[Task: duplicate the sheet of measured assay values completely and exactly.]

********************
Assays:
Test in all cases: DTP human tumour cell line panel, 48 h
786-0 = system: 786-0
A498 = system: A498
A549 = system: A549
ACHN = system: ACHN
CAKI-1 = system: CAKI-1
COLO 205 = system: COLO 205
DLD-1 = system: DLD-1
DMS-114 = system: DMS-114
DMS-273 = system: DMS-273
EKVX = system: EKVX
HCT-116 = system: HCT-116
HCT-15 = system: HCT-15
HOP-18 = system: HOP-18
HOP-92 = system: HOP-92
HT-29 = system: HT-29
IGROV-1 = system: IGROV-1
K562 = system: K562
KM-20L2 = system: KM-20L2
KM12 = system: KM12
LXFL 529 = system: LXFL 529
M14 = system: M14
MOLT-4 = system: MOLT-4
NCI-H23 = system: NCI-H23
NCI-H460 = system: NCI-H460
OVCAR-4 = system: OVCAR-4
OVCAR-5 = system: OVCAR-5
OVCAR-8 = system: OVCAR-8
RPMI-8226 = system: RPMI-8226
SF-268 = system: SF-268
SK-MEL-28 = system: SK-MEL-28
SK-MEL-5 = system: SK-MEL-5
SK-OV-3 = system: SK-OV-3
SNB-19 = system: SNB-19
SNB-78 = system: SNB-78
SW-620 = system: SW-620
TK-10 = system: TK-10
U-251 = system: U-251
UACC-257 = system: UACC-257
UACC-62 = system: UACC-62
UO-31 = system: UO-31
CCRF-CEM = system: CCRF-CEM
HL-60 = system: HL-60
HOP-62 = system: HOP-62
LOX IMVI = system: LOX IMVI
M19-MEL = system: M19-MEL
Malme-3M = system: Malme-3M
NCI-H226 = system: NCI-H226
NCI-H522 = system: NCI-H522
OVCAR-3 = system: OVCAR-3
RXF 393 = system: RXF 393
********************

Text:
Assays:
Test in all cases: DTP human tumour cell line panel, 48 h
786-0 = system: 786-0
A498 = system: A498
A549 = system: A549
ACHN = system: ACHN
CAKI-1 = system: CAKI-1
COLO 205 = system: COLO 205
DLD-1 = system: DLD-1
DMS-114 = system: DMS-114
DMS-273 = system: DMS-273
EKVX = system: EKVX
HCT-116 = system: HCT-116
HCT-15 = system: HCT-15
HOP-18 = system: HOP-18
HOP-92 = system: HOP-92
HT-29 = system: HT-29
IGROV-1 = system: IGROV-1
K562 = system: K562
KM-20L2 = system: KM-20L2
KM12 = system: KM12
LXFL 529 = system: LXFL 529
M14 = system: M14
MOLT-4 = system: MOLT-4
NCI-H23 = system: NCI-H23
NCI-H460 = system: NCI-H460
OVCAR-4 = system: OVCAR-4
OVCAR-5 = system: OVCAR-5
OVCAR-8 = system: OVCAR-8
RPMI-8226 = system: RPMI-8226
SF-268 = system: SF-268
SK-MEL-28 = system: SK-MEL-28
SK-MEL-5 = system: SK-MEL-5
SK-OV-3 = system: SK-OV-3
SNB-19 = system: SNB-19
SNB-78 = system: SNB-78
SW-620 = system: SW-620
TK-10 = system: TK-10
U-251 = system: U-251
UACC-257 = system: UACC-257
UACC-62 = system: UACC-62
UO-31 = system: UO-31
CCRF-CEM = system: CCRF-CEM
HL-60 = system: HL-60
HOP-62 = system: HOP-62
LOX IMVI = system: LOX IMVI
M19-MEL = system: M19-MEL
Malme-3M = system: Malme-3M
NCI-H226 = system: NCI-H226
NCI-H522 = system: NCI-H522
OVCAR-3 = system: OVCAR-3
RXF 393 = system: RXF 393